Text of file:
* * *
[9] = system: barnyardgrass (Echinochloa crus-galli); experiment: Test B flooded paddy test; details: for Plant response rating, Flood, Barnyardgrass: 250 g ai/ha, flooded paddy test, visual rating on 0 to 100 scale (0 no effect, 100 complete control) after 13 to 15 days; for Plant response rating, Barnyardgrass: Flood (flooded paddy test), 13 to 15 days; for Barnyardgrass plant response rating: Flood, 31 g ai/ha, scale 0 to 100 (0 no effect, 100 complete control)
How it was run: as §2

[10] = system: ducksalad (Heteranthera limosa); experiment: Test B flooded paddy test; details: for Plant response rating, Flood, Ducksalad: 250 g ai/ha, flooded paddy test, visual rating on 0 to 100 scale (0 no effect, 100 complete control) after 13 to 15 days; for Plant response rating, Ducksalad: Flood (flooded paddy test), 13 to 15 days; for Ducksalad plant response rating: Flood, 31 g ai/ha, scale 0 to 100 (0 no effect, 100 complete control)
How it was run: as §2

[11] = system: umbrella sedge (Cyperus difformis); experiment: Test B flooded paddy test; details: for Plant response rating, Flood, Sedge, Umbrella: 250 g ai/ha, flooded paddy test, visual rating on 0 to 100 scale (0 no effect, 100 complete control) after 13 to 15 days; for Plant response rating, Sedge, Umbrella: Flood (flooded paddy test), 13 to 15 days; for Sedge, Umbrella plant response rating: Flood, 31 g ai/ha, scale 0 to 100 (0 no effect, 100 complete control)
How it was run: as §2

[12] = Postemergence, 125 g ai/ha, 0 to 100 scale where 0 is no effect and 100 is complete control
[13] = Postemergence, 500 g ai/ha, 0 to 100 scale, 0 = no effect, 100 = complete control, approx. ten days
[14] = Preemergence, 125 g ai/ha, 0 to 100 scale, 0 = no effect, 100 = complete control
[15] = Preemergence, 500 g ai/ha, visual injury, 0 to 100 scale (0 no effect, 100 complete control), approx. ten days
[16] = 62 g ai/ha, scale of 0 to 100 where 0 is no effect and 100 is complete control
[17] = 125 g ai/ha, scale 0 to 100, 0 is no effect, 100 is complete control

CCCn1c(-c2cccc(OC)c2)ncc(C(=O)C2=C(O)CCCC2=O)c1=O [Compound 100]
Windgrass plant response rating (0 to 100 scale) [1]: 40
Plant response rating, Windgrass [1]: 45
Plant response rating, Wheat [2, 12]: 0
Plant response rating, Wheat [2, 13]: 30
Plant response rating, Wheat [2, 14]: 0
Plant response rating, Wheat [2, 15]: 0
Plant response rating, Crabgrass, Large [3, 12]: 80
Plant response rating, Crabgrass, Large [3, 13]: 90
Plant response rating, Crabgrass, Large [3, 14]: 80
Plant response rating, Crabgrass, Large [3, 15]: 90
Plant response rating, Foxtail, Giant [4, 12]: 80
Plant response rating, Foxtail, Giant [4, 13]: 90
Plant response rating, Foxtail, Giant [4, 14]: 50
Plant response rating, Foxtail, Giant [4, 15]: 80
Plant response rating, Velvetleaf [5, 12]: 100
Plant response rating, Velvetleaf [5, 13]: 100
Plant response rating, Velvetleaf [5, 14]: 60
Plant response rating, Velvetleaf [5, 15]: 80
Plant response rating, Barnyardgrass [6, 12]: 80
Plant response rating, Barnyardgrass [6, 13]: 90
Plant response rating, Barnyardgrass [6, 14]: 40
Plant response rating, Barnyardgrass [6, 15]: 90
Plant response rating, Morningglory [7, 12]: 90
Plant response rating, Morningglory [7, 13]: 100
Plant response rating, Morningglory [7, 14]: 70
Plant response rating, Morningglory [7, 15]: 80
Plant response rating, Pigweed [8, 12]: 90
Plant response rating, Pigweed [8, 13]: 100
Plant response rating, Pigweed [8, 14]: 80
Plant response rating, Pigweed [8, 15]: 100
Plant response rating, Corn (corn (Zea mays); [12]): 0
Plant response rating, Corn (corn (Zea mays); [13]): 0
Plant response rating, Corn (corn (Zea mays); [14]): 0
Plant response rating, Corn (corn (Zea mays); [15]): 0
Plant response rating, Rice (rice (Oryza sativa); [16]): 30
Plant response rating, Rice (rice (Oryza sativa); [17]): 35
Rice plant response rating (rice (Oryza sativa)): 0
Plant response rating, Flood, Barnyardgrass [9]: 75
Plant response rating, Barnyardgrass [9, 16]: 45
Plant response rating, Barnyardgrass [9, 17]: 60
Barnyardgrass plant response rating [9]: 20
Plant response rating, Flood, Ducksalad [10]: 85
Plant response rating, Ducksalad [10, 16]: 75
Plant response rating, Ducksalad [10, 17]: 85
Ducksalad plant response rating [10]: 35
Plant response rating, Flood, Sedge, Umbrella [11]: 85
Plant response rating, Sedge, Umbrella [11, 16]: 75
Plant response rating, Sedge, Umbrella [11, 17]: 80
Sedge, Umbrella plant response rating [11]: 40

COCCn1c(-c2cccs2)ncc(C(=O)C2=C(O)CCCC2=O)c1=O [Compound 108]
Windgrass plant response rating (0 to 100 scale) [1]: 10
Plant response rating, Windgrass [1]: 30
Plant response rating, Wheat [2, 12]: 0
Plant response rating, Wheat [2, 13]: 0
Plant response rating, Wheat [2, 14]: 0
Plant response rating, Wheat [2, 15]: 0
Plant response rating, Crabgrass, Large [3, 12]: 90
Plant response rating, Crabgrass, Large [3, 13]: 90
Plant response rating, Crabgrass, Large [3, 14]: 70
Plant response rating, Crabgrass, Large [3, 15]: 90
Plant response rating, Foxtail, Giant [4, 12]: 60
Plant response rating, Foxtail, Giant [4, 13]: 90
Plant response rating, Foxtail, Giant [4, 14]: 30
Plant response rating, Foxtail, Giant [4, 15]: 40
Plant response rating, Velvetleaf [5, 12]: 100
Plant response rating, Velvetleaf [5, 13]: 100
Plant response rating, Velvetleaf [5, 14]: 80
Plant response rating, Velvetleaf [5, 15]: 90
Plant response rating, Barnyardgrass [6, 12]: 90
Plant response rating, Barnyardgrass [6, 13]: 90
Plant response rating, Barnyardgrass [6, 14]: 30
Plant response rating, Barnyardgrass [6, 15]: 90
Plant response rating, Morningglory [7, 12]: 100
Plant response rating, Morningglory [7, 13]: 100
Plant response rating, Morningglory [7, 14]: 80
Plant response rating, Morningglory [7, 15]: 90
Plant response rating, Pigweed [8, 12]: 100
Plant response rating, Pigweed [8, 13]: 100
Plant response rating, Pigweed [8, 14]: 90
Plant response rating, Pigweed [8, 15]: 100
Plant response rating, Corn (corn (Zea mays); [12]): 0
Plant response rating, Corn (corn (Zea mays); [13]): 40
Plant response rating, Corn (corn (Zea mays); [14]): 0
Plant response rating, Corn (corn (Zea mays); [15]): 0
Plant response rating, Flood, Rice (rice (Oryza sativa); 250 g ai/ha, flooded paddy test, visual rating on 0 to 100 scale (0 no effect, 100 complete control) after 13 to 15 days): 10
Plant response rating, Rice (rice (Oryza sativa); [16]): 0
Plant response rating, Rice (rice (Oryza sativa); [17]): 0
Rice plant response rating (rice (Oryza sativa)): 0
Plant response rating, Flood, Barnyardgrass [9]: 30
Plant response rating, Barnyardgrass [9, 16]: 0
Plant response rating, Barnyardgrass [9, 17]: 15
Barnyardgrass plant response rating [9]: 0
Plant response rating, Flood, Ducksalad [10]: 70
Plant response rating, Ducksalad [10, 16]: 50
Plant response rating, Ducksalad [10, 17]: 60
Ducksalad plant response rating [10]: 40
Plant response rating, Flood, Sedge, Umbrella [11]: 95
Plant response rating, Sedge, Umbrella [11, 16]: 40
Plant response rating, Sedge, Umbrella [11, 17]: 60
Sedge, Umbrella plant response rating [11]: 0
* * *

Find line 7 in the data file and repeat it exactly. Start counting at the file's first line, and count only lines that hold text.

[12] = Postemergence, 125 g ai/ha, 0 to 100 scale where 0 is no effect and 100 is complete control